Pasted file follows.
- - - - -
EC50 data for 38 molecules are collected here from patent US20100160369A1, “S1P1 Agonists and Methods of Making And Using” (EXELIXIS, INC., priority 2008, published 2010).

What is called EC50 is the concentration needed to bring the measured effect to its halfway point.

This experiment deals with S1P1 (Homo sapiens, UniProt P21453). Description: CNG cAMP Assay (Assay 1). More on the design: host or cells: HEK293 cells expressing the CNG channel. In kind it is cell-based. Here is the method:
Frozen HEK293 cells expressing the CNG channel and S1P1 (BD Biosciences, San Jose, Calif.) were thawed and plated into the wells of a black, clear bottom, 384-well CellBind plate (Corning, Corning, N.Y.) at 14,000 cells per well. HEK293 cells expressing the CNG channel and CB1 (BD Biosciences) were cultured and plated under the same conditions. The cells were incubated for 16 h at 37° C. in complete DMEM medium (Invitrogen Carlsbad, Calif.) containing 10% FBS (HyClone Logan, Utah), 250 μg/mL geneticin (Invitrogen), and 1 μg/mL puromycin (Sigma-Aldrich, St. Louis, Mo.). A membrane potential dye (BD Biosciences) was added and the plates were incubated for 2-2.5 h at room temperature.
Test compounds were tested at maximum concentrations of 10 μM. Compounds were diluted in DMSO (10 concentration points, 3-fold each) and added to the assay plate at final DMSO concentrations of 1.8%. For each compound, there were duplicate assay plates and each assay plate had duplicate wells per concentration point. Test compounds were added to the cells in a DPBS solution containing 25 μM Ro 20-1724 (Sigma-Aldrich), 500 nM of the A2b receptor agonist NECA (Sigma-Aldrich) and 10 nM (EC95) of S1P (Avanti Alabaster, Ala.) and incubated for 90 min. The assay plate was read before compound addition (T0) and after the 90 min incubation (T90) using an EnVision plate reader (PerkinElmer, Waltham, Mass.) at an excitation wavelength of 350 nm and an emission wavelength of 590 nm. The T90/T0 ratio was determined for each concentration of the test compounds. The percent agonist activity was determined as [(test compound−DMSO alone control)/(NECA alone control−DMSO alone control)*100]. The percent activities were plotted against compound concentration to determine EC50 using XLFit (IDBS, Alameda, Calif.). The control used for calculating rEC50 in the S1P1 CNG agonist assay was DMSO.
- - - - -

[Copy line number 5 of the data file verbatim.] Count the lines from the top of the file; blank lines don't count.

Test compounds were tested at maximum concentrations of 10 μM. Compounds were diluted in DMSO (10 concentration points, 3-fold each) and added to the assay plate at final DMSO concentrations of 1.8%. For each compound, there were duplicate assay plates and each assay plate had duplicate wells per concentration point. Test compounds were added to the cells in a DPBS solution containing 25 μM Ro 20-1724 (Sigma-Aldrich), 500 nM of the A2b receptor agonist NECA (Sigma-Aldrich) and 10 nM (EC95) of S1P (Avanti Alabaster, Ala.) and incubated for 90 min. The assay plate was read before compound addition (T0) and after the 90 min incubation (T90) using an EnVision plate reader (PerkinElmer, Waltham, Mass.) at an excitation wavelength of 350 nm and an emission wavelength of 590 nm. The T90/T0 ratio was determined for each concentration of the test compounds. The percent agonist activity was determined as [(test compound−DMSO alone control)/(NECA alone control−DMSO alone control)*100]. The percent activities were plotted against compound concentration to determine EC50 using XLFit (IDBS, Alameda, Calif.). The control used for calculating rEC50 in the S1P1 CNG agonist assay was DMSO.